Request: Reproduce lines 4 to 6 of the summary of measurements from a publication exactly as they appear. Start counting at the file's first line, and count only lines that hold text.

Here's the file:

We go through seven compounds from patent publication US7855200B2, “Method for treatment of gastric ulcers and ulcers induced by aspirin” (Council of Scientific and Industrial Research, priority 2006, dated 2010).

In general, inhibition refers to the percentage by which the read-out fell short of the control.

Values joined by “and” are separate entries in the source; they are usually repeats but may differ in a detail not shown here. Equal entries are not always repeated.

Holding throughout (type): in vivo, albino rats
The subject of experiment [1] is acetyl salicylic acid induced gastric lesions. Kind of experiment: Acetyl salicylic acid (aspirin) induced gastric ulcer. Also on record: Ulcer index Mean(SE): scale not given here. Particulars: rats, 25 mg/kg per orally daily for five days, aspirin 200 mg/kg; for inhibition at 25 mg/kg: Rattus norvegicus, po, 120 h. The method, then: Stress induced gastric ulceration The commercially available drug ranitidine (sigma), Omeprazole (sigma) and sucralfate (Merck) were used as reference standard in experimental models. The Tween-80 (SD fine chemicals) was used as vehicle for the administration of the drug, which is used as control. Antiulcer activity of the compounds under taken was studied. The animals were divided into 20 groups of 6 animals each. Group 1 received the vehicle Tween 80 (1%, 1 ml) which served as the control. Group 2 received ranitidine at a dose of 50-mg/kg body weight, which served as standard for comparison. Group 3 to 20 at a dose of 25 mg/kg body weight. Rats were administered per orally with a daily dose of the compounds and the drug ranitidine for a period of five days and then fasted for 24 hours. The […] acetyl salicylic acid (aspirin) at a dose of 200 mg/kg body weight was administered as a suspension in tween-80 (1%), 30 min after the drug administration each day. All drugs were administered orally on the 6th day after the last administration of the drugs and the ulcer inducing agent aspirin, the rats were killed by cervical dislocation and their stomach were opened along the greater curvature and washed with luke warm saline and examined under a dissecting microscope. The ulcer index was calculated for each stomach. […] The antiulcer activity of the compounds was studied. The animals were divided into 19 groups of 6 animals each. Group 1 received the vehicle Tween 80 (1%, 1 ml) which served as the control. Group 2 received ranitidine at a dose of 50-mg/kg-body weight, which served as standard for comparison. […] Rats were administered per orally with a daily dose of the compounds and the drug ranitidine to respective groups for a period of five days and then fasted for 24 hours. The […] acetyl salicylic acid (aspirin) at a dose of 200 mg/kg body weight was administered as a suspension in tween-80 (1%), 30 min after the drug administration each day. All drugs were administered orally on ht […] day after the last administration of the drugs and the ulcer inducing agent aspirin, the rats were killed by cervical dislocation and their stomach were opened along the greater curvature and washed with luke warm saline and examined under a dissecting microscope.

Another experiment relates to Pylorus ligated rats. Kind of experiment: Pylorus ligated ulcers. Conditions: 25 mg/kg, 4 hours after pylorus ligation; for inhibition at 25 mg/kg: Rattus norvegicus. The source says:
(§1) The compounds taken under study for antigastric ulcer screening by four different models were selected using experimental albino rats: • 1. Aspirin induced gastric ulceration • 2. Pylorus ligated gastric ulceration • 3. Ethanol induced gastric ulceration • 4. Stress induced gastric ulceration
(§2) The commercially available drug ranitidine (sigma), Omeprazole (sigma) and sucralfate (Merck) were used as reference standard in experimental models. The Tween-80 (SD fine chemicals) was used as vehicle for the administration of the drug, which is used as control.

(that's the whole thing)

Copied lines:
Holding throughout (type): in vivo, albino rats
The subject of experiment [1] is acetyl salicylic acid induced gastric lesions. Kind of experiment: Acetyl salicylic acid (aspirin) induced gastric ulcer. Also on record: Ulcer index Mean(SE): scale not given here. Particulars: rats, 25 mg/kg per orally daily for five days, aspirin 200 mg/kg; for inhibition at 25 mg/kg: Rattus norvegicus, po, 120 h. The method, then: Stress induced gastric ulceration The commercially available drug ranitidine (sigma), Omeprazole (sigma) and sucralfate (Merck) were used as reference standard in experimental models. The Tween-80 (SD fine chemicals) was used as vehicle for the administration of the drug, which is used as control. Antiulcer activity of the compounds under taken was studied. The animals were divided into 20 groups of 6 animals each. Group 1 received the vehicle Tween 80 (1%, 1 ml) which served as the control. Group 2 received ranitidine at a dose of 50-mg/kg body weight, which served as standard for comparison. Group 3 to 20 at a dose of 25 mg/kg body weight. Rats were administered per orally with a daily dose of the compounds and the drug ranitidine for a period of five days and then fasted for 24 hours. The […] acetyl salicylic acid (aspirin) at a dose of 200 mg/kg body weight was administered as a suspension in tween-80 (1%), 30 min after the drug administration each day. All drugs were administered orally on the 6th day after the last administration of the drugs and the ulcer inducing agent aspirin, the rats were killed by cervical dislocation and their stomach were opened along the greater curvature and washed with luke warm saline and examined under a dissecting microscope. The ulcer index was calculated for each stomach. […] The antiulcer activity of the compounds was studied. The animals were divided into 19 groups of 6 animals each. Group 1 received the vehicle Tween 80 (1%, 1 ml) which served as the control. Group 2 received ranitidine at a dose of 50-mg/kg-body weight, which served as standard for comparison. […] Rats were administered per orally with a daily dose of the compounds and the drug ranitidine to respective groups for a period of five days and then fasted for 24 hours. The […] acetyl salicylic acid (aspirin) at a dose of 200 mg/kg body weight was administered as a suspension in tween-80 (1%), 30 min after the drug administration each day. All drugs were administered orally on ht […] day after the last administration of the drugs and the ulcer inducing agent aspirin, the rats were killed by cervical dislocation and their stomach were opened along the greater curvature and washed with luke warm saline and examined under a dissecting microscope.

Another experiment relates to Pylorus ligated rats. Kind of experiment: Pylorus ligated ulcers. Conditions: 25 mg/kg, 4 hours after pylorus ligation; for inhibition at 25 mg/kg: Rattus norvegicus. The source says: